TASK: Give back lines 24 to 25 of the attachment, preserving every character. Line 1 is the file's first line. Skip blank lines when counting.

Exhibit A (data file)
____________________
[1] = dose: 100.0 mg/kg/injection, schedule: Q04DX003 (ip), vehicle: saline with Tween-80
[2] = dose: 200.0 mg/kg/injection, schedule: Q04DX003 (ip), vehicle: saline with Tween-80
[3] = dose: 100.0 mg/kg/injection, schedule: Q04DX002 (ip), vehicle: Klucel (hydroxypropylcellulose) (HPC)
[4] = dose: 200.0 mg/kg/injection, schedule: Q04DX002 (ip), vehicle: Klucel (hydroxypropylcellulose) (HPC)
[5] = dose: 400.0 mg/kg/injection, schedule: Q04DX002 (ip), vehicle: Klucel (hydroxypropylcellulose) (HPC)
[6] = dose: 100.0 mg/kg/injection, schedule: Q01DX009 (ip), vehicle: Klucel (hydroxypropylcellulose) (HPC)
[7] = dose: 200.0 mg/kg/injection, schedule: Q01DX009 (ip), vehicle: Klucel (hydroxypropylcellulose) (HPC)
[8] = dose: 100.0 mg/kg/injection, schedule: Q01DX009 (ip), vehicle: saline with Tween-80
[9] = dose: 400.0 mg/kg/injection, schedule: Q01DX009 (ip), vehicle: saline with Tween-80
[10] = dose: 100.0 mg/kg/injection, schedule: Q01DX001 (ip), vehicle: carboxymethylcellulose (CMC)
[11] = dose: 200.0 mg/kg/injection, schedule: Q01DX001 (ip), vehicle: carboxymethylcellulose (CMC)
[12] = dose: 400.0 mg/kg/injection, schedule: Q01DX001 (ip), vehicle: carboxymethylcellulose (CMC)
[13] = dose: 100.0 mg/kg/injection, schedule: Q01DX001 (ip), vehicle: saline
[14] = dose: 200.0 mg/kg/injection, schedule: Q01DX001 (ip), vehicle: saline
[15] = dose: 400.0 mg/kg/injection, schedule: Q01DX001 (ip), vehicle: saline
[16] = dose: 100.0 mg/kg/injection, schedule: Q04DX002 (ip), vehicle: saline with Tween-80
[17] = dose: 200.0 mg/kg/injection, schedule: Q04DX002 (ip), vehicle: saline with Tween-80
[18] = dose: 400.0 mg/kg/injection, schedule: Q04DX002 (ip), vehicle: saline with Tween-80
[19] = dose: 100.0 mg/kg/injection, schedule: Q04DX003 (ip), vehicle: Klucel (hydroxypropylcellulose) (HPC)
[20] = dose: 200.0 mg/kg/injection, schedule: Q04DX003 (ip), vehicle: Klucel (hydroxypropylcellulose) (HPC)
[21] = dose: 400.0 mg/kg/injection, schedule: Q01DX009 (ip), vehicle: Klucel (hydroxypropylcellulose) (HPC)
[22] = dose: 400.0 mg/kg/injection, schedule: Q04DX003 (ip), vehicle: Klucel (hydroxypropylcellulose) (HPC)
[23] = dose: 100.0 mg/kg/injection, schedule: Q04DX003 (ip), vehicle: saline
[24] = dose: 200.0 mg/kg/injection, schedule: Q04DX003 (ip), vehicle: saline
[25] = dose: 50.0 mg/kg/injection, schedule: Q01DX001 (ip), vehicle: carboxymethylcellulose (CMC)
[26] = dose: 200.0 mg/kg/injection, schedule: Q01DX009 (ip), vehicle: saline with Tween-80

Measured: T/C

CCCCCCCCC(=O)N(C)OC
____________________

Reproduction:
[24] = dose: 200.0 mg/kg/injection, schedule: Q04DX003 (ip), vehicle: saline
[25] = dose: 50.0 mg/kg/injection, schedule: Q01DX001 (ip), vehicle: carboxymethylcellulose (CMC)